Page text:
Webinar: Why the Ashley Madison Hack Represents a Turning Point in Data, Privacy and Security
In the world of data privacy and security, a breach-a-day seems to be increasingly the norm. However, the recent hack of the affair-promoting AshleyMadison.com website has plunged the dynamics of data breaches into new territory when it comes to discussions about data, privacy and security. In this webinar hosted by the UC Berkeley School of Information, panelists discussed the legal and ethical implications surrounding this breach and why it represents a turning point in the data science dialogue. Here, we provide a summary of the key points covered in the discussion.
About the Presenters:
Chris Hoofnagle is an adjunct professor at the UC Berkeley School of Information and a lecturer in residence at the Berkeley School of Law. He has taught computer crime law, privacy law, and internet law. Chris is the author of Federal Trade Commission Privacy Law and Policy (Cambridge University Press 2016).
Anna Lauren Hoffmann is a postdoctoral scholar and a professional faculty member at the UC Berkeley School of Information working at the intersections of information, technology, culture, and ethics. Her research considers the ways in which the design and use of information technology can promote or hinder the pursuit of social justice.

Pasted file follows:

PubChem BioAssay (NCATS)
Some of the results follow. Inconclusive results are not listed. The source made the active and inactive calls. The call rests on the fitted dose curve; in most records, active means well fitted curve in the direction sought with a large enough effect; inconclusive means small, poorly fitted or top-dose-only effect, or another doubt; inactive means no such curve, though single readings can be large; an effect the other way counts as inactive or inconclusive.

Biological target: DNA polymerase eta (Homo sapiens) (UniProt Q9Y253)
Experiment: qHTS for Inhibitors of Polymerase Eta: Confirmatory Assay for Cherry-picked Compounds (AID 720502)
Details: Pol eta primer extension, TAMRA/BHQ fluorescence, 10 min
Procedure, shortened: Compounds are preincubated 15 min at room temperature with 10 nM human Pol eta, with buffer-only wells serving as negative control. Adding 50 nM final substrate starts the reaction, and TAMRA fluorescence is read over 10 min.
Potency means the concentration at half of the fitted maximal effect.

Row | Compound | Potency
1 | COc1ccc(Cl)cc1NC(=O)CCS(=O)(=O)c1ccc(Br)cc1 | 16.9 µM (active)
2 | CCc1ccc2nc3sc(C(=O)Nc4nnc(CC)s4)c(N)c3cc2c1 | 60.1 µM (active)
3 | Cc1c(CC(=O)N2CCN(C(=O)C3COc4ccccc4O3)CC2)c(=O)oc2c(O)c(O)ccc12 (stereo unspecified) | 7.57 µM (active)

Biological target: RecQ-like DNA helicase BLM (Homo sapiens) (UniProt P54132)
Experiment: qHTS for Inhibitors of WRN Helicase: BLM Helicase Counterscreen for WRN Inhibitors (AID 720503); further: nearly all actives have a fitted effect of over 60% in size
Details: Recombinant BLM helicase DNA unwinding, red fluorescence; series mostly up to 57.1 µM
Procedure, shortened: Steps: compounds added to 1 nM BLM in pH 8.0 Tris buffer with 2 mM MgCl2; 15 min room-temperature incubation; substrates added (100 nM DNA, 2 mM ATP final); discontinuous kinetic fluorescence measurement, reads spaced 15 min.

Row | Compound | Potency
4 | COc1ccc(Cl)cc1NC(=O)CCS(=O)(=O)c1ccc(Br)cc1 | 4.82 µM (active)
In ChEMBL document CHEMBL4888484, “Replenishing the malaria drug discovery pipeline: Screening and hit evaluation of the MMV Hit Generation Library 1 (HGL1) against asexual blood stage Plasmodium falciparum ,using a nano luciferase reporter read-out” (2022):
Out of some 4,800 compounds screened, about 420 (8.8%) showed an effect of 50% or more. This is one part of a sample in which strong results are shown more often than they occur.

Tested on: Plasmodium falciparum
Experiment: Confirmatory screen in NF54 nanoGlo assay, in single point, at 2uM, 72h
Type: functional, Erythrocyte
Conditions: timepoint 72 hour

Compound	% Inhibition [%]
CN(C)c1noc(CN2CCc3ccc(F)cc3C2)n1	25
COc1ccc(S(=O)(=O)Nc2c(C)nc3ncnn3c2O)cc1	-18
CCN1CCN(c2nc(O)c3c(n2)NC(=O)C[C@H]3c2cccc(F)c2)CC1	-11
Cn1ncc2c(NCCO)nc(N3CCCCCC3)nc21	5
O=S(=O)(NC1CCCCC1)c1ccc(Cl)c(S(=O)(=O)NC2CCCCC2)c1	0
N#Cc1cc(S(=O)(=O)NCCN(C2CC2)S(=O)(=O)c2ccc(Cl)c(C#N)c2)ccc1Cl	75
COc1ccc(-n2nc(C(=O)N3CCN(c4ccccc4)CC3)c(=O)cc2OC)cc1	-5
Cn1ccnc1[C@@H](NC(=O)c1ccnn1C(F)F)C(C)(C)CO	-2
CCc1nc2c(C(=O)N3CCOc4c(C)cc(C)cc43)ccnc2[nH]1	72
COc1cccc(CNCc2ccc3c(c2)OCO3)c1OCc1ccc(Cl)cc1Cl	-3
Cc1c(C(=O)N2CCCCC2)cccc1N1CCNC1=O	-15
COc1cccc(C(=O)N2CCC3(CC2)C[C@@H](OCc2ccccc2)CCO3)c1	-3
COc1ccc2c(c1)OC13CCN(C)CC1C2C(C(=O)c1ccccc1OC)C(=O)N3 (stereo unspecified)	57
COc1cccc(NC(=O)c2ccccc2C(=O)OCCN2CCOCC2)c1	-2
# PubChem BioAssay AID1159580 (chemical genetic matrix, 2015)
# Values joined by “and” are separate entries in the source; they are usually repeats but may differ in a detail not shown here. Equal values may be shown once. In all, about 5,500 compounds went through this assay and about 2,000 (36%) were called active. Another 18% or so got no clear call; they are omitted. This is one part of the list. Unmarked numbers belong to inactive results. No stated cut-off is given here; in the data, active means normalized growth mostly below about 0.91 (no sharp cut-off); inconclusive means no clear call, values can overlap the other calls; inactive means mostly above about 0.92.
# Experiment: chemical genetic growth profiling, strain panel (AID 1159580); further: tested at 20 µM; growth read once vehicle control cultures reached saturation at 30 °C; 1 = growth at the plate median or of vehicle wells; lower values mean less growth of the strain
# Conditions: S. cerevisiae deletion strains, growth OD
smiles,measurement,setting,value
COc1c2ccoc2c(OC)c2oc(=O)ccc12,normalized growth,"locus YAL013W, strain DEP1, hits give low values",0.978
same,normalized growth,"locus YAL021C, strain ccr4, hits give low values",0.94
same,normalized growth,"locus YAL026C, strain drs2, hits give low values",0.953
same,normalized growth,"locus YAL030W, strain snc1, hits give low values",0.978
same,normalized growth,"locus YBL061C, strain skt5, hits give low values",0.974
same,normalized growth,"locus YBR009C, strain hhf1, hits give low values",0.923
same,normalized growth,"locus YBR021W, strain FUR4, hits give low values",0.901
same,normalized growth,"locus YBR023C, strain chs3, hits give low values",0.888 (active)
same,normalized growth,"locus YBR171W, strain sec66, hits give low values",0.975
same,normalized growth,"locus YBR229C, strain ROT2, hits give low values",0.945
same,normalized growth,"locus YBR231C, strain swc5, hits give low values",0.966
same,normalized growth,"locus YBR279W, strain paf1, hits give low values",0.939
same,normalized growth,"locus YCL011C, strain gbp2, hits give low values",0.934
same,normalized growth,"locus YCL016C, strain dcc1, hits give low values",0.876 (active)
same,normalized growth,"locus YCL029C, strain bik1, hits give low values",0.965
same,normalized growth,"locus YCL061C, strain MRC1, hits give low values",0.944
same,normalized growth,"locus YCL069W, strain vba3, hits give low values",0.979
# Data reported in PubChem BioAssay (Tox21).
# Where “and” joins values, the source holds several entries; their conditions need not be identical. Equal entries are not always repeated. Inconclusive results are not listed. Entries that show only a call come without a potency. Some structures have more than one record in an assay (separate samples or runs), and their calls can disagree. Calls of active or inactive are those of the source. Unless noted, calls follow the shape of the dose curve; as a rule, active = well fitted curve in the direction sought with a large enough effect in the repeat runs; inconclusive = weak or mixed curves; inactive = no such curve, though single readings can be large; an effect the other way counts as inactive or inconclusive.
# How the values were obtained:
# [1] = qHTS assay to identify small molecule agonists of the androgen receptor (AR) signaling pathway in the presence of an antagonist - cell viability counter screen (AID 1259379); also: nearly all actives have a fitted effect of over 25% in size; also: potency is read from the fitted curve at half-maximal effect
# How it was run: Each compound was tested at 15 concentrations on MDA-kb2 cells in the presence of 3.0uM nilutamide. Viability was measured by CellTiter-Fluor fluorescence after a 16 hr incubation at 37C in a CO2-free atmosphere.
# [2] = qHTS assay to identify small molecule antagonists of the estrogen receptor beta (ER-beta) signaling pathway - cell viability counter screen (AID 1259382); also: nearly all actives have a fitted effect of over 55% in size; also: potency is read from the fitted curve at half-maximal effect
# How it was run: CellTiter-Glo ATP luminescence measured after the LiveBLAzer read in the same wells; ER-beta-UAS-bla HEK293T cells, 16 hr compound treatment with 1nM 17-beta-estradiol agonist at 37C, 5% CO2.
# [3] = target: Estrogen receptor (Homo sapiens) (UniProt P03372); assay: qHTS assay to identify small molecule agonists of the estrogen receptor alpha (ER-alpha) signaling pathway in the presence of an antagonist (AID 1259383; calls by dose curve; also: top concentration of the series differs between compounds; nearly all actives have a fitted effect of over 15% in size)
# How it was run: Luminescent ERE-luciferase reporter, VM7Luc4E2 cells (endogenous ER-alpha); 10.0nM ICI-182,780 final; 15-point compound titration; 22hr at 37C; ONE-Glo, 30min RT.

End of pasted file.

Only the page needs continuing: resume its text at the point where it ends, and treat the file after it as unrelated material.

Toshiro Nishimura (MIMS '15) is a Research Analyst at Cloudmark. His blog post titled “Does Blackmailing Pay? Signs on the Bitcoin Blockchain of Responses to Ashley Madison Extortion Emails" has been cited by several major news outlets reporting on the controversy.
As the moderator for this webinar, Anna Lauren Hoffman set the stage for the discussion, framing the timing of the Ashley Madison breach, and the enormity of the related implications. To do it, she summarized a link list of stories she’d compiled as a timeline of reporting and commentary, capturing everything from the technical to the social to the ethical implications of the breach. She noted this has been referred to as the first “true hack,” since this was the public’s worst nightmare, with the exposure of so many intimate details—occurring at the intersection of a variety of perspectives. Together, the panel described the legal, technical and ethical issues involved:
- Notification requirements may not be sufficient. States differ in their requirements for notifying users when breaches occur—which is tied to state-specific “trigger information,” such as social security or credit card numbers. If you’re a business, and you have trigger info, you have to notify the public. However, the Ashley Madison breach was unique because the issue arose regarding whether a site holding such sensitive personal information—that may not be defined as trigger information—would be required to notify users.
- Hacker techniques are less sophisticated. Forensic analysis shows that often the breach is caused by something really basic—like the Google breach in which executives were targeted with a spear-phishing email.